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Dr Muhammad Amjad Saqib, Akhuwat: Banks took away what was beautiful about the microfinance movement

Dr Muhammad Amjad Saqib, Executive Director and Founder of Pakistan’s first and largest interest-free microfinance organisation, Akhuwat, says the ‘beauty’ of the whole microfinance movement disappeared as the banks moved in. Now the state should intervene with a code of practice.

Dr Saqib founded Akhuwat 12 years ago with $100 and has seen it grow to 250 branches with more than 370,000 borrowers.

He feels that the entire movement has been taken over by the banks in the name of sustainability, and is not surprised that over 80 per cent of microfinance is now being provided by the banks.

In an interview for Cambridge Judge Business School’s website, Dr Saqib blames the rising number of suicides on the high interest rates (up to 40-50 per cent, sometimes 200 per cent in Latin American countries) now levied in the microfinance sector.

He feels the ‘beauty’ of a movement that began with an objective of providing a means of livelihood for a poor family has disappeared, and that the state and central banks should intervene with policies and stricter rules.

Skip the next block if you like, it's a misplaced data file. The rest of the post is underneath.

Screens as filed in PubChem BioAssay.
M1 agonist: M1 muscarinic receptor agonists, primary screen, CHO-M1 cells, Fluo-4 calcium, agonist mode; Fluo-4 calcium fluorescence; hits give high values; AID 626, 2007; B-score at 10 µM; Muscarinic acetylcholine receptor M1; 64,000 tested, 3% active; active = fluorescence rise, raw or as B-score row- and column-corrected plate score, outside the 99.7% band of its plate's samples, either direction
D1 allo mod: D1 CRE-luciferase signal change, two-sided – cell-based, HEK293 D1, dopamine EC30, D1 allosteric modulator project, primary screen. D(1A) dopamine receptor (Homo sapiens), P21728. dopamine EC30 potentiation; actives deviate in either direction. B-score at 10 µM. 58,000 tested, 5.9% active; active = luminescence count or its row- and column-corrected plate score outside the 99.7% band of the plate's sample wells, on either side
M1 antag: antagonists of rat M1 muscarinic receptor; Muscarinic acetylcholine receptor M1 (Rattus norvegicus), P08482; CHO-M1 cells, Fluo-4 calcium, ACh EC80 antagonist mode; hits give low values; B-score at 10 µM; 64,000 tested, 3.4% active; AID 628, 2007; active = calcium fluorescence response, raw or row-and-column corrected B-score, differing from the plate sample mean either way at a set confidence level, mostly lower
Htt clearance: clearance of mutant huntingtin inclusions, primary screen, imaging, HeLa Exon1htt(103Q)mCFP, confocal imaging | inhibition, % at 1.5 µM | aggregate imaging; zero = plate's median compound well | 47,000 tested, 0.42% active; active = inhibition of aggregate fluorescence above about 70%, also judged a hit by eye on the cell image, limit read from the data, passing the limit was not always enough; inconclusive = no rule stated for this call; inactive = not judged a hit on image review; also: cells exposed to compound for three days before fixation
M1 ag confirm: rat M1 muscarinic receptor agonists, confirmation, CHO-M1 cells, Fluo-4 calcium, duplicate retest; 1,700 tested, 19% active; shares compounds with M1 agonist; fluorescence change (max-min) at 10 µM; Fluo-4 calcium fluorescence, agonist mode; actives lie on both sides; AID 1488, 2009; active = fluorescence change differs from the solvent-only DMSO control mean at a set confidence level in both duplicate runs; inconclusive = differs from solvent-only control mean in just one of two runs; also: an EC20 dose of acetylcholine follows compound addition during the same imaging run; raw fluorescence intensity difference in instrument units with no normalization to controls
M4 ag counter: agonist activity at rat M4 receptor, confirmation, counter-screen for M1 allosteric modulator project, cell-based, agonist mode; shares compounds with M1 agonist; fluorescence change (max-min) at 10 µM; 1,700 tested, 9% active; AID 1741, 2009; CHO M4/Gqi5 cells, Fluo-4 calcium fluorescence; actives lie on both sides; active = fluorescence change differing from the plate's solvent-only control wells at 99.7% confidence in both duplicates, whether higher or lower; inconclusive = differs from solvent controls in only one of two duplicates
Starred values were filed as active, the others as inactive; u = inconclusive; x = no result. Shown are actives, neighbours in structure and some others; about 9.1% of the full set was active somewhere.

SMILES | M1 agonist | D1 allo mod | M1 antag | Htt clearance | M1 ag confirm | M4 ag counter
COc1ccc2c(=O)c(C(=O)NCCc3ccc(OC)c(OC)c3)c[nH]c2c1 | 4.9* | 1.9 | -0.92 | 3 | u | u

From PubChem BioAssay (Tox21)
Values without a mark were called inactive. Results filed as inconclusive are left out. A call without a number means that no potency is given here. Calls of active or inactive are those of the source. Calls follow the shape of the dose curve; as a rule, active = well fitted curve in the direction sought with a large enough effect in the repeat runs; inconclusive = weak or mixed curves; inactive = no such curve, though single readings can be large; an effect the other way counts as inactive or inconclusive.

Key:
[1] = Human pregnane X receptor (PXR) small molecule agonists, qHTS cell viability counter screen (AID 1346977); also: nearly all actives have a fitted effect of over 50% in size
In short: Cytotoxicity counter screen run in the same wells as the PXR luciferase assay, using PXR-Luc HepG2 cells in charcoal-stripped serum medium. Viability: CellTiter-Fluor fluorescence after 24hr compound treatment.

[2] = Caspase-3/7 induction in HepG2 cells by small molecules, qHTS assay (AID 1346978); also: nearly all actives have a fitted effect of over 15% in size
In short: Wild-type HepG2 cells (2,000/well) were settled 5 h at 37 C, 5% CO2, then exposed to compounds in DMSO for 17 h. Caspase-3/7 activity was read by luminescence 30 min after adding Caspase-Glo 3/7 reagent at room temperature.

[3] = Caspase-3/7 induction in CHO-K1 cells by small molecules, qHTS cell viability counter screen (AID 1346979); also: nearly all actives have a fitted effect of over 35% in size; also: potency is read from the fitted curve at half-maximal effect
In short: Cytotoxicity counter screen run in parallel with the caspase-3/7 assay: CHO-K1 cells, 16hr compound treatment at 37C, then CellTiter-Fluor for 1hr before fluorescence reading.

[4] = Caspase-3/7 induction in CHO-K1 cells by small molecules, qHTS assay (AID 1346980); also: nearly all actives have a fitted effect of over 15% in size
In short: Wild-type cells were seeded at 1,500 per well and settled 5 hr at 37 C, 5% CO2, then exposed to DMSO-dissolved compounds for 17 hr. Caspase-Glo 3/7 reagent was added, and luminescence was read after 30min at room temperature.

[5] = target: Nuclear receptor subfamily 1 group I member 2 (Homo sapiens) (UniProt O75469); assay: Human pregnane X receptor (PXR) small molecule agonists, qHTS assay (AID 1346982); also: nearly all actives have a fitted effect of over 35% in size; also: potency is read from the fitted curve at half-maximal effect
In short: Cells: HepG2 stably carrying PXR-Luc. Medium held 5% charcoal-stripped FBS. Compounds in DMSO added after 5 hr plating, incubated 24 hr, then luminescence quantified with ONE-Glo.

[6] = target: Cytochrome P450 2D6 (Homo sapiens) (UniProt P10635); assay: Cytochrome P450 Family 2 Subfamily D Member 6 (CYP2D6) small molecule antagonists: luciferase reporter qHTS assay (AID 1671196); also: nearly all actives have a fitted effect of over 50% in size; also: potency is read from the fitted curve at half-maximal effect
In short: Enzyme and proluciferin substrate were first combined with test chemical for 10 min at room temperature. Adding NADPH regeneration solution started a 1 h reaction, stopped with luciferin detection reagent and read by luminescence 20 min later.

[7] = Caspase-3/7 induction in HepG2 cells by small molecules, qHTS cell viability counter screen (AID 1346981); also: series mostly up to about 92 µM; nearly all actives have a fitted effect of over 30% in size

Money is being given people in the guise of poverty alleviation, and then pressure is built on them to the extent that they cannot unlock their potential and cope with the situation, he adds.

The state must intervene. State must ensure a proper environment, proper legal structure. The customers and the clients also have rights. So the state should ensure that all the actors, all the stakeholders – whether banks, NGOs or MFIs – should have a code of practice that should be strictly monitored.”

Dr Saqib’s Akhuwat aims to alleviate poverty by empowering socially and economically marginalised segments of the society, and in the process harnessing their entrepreneurial potential.

Its business model is unique, distributing loans from mosques and churches to create an avenue for transparency, community participation and awareness while at the same time cutting organisational costs.

We have been able to prove that this financial and social intermediation could be undertaken on the basis of generosity and altruism. If a programme which is based on commercial interest is sustainable, then why should a programme based on mutual respect and altruism not be sustainable?”

Akhuwat envisions a society built on the principles of compassion, brotherhood and equity. It offers an important example of an efficient but non-commercial approach to microfinance.

Dr Saqib was interviewed by Dr Kamal Munir, Reader in Strategy & Policy at Cambridge Judge Business School.